Barclays’ record $451 million fines for interest rate manipulation sent bank shares plunging as U.S. and U.K. authorities pursue sanctions in a global investigation of more than a dozen lenders.
Barclays shares slid as much as 18%. U.K. Chancellor of the Exchequer George Osborne called for a criminal probe amid speculation that lenders could face billions of dollars in lawsuits, while Prime Minister David Cameron called on CEO Robert Diamond to show accountability.
Traders at the U.K.’s second-biggest bank by assets routinely coordinated with counterparts from at least four other banks in an attempt to move interest rate benchmarks, according to documents released Wednesday by the Commodity Futures Trading Commission, the Justice Department and the U.K. Financial Services Authority. The benchmarks included the London interbank offered rate and Euribor, a related euro-denominated rate. In both cases, the goal was to generate profits on derivatives held by the banks, the agencies said.
LIBOR is one of the most widely used benchmarks used by institutional investors, including pension funds. For example, short-term interest rate hedging contracts are usually based on LIBOR.
David Paterson, head of corporate governance at the National Association of Pension Funds in London, said in an e-mailed statement: “The impact of LIBOR manipulation on pension funds is hard to pin down, and could have happened through a range of financial instruments. Pension fund trustees should ask their fund managers to tell them if and how their assets have been affected.
“This issue raises doubts about previous remuneration which need to be answered,” Mr. Paterson added.
The case offers the most detailed public account yet of conduct that prompted regulators and criminal authorities spanning three continents to investigate whether traders colluded to rig interest rates and banks sought to bolster their perceived stability by hiding their true costs of borrowing during the financial turmoil of 2008.
At stake is the credibility of the decades-old LIBOR system and the securities and loan products that rely on it, ranging from an estimated $554 trillion in interest-rate contracts, according to the FSA, to mortgage and credit-card payments made by consumers around the world.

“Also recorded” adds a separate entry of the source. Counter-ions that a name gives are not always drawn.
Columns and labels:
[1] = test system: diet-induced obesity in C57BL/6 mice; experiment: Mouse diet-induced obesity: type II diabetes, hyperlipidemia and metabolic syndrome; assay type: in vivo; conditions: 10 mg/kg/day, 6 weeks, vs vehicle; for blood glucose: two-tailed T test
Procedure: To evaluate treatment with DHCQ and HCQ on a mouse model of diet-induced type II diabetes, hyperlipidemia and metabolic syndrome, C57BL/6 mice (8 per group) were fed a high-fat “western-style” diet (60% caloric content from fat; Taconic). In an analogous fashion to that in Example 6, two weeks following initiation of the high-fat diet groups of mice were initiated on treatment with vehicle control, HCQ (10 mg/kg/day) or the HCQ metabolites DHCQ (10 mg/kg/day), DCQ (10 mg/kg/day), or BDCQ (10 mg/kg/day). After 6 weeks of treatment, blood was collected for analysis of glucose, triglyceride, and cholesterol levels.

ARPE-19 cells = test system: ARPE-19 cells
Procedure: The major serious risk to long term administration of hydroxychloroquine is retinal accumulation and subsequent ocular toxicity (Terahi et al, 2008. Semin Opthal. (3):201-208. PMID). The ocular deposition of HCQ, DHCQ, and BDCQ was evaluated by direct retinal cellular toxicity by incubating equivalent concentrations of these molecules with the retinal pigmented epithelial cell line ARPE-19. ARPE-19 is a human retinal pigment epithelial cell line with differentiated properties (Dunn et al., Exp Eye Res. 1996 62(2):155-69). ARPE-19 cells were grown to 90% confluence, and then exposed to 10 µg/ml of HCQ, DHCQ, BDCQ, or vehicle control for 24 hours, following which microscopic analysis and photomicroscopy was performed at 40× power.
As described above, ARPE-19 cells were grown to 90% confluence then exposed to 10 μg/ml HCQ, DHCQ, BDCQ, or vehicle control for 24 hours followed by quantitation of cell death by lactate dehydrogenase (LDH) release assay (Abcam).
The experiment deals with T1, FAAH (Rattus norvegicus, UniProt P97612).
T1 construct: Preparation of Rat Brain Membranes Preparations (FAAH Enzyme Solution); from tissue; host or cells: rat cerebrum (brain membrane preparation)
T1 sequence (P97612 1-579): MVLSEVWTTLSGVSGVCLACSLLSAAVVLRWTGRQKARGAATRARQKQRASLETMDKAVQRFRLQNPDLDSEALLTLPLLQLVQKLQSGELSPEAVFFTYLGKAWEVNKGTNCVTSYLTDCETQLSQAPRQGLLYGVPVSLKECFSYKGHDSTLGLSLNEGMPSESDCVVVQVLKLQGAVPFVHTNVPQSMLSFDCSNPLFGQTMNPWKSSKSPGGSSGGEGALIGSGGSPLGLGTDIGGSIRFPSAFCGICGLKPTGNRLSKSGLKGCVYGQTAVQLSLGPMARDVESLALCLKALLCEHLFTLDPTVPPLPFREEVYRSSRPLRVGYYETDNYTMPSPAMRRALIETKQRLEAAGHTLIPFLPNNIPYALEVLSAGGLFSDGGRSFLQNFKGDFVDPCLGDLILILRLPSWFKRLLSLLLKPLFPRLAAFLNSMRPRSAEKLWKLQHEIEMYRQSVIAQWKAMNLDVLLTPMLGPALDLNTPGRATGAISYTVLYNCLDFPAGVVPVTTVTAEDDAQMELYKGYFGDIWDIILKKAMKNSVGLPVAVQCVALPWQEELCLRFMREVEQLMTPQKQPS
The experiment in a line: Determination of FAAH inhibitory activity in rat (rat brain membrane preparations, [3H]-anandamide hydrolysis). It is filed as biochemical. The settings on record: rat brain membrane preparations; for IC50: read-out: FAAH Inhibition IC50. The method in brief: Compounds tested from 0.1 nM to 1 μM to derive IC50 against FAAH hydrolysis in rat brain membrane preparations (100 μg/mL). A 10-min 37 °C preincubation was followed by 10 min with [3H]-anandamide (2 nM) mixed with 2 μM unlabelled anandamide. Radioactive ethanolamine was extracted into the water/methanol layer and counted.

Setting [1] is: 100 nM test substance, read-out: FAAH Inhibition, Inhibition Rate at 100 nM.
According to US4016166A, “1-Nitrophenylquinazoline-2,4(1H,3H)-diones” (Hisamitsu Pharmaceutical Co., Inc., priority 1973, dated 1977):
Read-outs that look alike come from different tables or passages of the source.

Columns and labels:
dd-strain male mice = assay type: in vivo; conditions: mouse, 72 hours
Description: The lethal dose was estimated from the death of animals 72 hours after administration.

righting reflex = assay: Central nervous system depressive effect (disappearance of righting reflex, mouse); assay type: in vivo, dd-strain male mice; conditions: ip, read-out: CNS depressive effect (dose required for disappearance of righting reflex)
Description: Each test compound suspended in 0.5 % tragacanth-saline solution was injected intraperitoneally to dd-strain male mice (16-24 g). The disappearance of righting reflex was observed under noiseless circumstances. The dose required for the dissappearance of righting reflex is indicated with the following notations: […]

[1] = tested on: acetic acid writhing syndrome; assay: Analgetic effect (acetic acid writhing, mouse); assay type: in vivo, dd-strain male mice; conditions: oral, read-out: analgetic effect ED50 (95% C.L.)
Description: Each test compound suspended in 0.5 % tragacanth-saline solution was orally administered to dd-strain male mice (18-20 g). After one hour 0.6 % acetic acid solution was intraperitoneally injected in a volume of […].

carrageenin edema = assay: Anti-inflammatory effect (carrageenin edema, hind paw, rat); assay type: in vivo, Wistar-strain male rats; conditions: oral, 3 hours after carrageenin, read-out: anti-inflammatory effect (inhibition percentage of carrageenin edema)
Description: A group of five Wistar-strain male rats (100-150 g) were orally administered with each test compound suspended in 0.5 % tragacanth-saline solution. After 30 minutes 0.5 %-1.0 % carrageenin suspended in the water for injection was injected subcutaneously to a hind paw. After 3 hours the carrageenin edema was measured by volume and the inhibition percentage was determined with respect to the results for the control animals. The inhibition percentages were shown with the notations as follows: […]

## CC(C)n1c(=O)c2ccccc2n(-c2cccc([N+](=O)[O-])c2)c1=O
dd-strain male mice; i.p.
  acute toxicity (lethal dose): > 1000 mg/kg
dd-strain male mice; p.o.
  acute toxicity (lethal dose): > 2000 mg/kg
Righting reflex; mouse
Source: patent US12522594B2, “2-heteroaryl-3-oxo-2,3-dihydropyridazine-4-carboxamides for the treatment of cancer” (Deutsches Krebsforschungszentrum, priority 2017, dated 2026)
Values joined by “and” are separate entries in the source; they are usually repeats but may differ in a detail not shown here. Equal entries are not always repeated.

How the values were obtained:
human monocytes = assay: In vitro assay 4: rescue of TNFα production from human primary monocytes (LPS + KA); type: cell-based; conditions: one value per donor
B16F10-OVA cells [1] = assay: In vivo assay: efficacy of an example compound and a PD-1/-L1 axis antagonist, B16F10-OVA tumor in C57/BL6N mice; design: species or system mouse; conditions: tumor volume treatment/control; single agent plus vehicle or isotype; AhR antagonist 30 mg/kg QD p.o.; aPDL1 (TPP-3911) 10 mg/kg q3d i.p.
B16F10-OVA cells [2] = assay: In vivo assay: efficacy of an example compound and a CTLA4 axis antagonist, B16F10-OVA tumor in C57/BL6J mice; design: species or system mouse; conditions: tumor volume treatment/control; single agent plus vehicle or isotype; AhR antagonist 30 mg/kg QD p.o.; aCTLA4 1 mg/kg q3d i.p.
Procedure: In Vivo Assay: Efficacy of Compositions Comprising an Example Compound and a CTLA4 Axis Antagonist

Barclays pledged to pay $200 million to the CFTC, $160 million to the Justice Department, and £59.5 million ($91 million) to the FSA. The fines were the largest in the history of the CFTC and FSA.
“We expect that the cost of lawsuits related to LIBOR manipulation will dwarf the fines imposed on Barclays,” said Sandy Chen, a banks analyst at Cenkos Securities in London, who is “penciling in multiyear provisions that could run into the billions.”
Citigroup, Royal Bank of Scotland Group, UBS, ICAP, Lloyds Banking Group and Deutsche Bank are among the firms regulators are investigating. A total of 18 banks are surveyed as part of the process of determining LIBOR and related rates.
RBS shares slid as much as 14% Thursday, Lloyds fell as much as 7.8% and ICAP dropped as much as 4.7%. UBS was down as much as 3.8%, and Deutsche Bank declined as much as 5.5%.
Barclays is assisting the investigation into other firms and individuals, and was the first to provide “extensive and meaningful cooperation,” the Justice Department said. UBS last year disclosed it had opened its doors to U.S. antitrust investigators in exchange for immunity.
Thao Hua contributed to this story.